'NYT' Traffic Declines With Pay Wall
The New York Times Web site saw the total number of page views decline 24.4% from March to April following the introduction of the new online pay wall on March 28, according to comScore figures cited by Ad Age.
In proportional terms, this was a larger decrease than the overall dropoff of 7.5% for newspaper Web sites as a whole between the two months. (The general decline was attributed to a quieter news scene in April versus March, when major events in Japan and Libya captured the nation's attention.)
Measured against other newspaper Web sites, the NYT's share of total news traffic declined from 13% in March to 10.6% in April, suggesting that some casual readers probably migrated to other Web sites rather than pay the minimum monthly subscription fee of $15.
Some kind of post-pay-wall decline was anticipated by NYT executives, although it's unclear whether the month-over-month loss of nearly one-quarter of their page views will be viewed as an acceptable rate of attrition.
In early March, publisher Arthur Sulzberger Jr. expressed confidence that the newspaper Web site would not suffer a "massive drop in traffic" without offering a quantitative definition.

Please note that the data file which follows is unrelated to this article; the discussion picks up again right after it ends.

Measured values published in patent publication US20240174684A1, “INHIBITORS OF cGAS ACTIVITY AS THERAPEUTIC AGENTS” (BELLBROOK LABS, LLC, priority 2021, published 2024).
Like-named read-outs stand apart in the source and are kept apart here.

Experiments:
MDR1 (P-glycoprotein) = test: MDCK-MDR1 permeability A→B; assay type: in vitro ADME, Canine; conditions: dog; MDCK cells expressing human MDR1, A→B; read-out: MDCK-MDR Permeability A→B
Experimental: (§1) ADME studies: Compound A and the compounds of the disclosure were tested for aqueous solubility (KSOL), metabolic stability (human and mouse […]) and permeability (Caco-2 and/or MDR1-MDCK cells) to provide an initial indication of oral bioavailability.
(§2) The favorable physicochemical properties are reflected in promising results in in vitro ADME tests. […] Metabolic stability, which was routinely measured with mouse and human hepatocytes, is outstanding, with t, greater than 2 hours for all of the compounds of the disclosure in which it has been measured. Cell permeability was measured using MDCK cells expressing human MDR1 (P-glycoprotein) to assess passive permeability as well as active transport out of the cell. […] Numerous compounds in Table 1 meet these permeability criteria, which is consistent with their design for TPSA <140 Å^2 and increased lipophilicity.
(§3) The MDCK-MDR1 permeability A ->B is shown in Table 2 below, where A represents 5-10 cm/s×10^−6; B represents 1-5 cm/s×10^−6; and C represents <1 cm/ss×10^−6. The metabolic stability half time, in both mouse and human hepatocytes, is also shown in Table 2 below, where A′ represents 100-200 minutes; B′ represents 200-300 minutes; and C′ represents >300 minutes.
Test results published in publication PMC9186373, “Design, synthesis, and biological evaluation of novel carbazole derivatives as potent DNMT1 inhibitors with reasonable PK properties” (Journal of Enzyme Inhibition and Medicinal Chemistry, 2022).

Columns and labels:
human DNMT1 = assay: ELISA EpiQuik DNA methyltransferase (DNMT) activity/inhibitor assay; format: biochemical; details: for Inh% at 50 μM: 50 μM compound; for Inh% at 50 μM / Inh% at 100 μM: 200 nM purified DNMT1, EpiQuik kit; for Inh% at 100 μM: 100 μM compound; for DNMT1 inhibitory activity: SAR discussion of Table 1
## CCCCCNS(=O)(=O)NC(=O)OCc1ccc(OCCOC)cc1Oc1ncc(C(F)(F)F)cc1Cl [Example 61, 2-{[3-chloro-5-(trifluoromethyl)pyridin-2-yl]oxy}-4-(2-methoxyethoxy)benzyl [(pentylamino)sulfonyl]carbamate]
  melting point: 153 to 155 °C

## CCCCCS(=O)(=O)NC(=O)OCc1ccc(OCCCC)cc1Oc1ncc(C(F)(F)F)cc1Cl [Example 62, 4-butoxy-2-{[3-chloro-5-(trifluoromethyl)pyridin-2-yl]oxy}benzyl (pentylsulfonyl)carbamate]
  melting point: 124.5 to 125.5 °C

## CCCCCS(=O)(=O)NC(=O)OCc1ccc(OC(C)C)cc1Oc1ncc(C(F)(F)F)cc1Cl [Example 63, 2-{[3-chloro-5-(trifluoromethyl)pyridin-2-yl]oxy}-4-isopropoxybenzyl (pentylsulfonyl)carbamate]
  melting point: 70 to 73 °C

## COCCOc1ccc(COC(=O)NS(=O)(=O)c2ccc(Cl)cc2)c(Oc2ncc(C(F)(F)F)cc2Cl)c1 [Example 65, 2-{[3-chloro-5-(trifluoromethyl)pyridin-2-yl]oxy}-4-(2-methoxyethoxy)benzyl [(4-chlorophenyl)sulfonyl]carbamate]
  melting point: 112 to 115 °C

The loss is somewhat larger than suggested by initial data from Experian Hitwise, which found total visits during the 12-day period following the pay-wall launch were down 5% to 15%, compared to the 12-day period before the launch. (That is except for April 8, when there was basically no change, and April 9, when there was a 7% increase.)
Averaging the percent changes, including the one instance of positive growth, the NYT Web site suffered an average audience loss of 7.5% in the 12-day period following the introduction of the pay wall.
However, these smaller initial losses may have reflected the tail end of higher-than-average news consumption in March, prolonged by the threatened government shutdown at the beginning of April. Former Wall Street Journal publisher Gordon Crovitz predicted in December of last year that the NYT's pay wall could take in about $100 million per year.